My interest in feminism could have started when my mom told me that people “aren’t weird, they’re just different.” It could have started when I was teased in elementary school for having braces or in high school for having overbite. It could have been those journalism classes or seeing how Native people in my high school were treated by my peers. Maybe it was because I had to come out as queer and then again, as a transgender man.
Hell, for all I know it started because I watched the Beatles animated film “The Yellow Submarine” every day with my brother when I was nine. All of those happy people dancing, becoming frozen because some Blue Meanie didn’t like music. Unjust, I tell you! I grew up listening to the …
We don’t live in a vacuum. Our ideas, our lexicon, and our beliefs are shaped by outside forces like society, culture, environment, and religion. Fields like sociology and anthropology prove that.
Words matter. You said something heterosexist because your parents / the media / your religion told you; you weren’t born a bigot. Forces like that reflect and shape your ideas. When people, especially celebrities, say transphobic things they fuel transphobia and other people think it is ok because their ideas aren’t challenged. Their bigotry is reinforced every day by outside forces like that. We are conditioned to say things that hurt other people, but we don’t change it because it seems like it doesn’t affect your reality.
This year I, like nearly 100 million other Americans, will watch the super bowl. However, this fact has very little to do with the game of football. I have no idea what occurs in this game, and if you asked me to name more than 3 football games I’d probably just walk away. The few times I’ve gone to see my high school team play I’ve left even more confused than before. No, I watch the super bowl for the ads.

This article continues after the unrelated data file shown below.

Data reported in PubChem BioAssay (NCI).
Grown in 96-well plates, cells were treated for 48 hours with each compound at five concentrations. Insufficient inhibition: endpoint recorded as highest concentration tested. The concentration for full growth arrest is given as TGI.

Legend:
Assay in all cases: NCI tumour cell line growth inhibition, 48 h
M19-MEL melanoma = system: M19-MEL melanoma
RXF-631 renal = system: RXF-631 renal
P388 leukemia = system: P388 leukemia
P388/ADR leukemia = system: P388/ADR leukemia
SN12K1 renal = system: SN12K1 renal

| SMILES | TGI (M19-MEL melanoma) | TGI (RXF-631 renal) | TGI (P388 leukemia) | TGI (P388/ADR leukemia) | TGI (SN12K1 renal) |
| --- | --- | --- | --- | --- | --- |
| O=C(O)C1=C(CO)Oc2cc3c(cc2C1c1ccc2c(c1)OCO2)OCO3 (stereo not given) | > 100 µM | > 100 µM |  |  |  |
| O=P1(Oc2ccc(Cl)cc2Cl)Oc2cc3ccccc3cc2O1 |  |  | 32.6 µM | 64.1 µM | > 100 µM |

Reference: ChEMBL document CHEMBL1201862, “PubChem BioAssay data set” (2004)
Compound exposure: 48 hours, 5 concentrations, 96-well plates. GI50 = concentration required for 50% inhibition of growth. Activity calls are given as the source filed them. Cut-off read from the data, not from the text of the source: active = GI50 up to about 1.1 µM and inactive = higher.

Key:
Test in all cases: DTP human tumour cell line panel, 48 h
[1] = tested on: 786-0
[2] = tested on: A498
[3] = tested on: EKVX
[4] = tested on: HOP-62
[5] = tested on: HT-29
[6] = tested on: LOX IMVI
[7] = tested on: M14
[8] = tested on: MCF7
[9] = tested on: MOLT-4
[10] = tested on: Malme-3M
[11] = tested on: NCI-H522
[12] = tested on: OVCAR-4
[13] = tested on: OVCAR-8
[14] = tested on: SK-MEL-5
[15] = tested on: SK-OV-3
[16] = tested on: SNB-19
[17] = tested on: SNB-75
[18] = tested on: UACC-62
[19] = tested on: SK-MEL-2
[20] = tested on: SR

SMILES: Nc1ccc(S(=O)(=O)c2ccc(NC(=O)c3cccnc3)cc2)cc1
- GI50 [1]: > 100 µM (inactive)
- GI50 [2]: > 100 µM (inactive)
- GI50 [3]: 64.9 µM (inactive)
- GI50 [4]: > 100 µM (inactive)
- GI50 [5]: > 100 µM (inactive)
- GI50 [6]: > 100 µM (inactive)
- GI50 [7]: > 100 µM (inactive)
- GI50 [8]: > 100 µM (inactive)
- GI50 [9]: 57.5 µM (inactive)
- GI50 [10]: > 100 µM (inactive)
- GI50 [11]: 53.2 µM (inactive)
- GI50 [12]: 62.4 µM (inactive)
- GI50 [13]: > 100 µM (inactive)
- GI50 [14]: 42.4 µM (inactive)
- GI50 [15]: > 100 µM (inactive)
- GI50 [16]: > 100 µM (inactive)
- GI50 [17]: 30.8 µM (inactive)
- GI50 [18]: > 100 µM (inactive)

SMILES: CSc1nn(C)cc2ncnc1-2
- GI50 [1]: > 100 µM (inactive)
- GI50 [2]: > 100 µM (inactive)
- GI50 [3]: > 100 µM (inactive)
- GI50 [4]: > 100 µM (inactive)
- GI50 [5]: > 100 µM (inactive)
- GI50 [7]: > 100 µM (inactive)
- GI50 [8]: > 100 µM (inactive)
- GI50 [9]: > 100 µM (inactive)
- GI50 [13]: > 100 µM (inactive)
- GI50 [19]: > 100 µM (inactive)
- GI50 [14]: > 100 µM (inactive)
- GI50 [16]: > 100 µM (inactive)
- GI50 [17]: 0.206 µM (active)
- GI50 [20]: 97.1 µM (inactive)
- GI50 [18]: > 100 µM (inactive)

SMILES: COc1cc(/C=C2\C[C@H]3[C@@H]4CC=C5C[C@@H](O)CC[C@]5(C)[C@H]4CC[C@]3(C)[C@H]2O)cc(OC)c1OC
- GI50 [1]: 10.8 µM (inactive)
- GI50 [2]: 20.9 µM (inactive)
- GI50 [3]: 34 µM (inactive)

Let’s be honest, the ads are awesome. About 99% of the time I watch T.V. ads make me want to bang my head against a cement block repeatedly (a lethal combination of sexist and stupid), Super Bowl ads are different. First of all, they’re well put …
When I read the news every morning, I don’t expect to read good things. If I read about a bombing in the Middle East or the murder of a gay teen in Puerto Rico I’m certainly upset about it, but it’s sad to say that I almost expect it. Our world is fueled by hate, and it always seems to have been. But this morning I came across an article that even I didn’t expect to encounter, and sadly it’s familiar to me, more familiar than it ever should be.
This study, Harsh Realities: The Experiences of Transgender Students in School carried out by the Gay, Lesbian and Straight Network, is about transgendered youth in American high schools. Its contents are highly disturbing. …
Thanks to feministing and reader Ashley S for the tip - if you haven't seen this yet...well you just have to.
Maybe with more and more and content out there in the world like this, more people will begin to understand...I can only hope.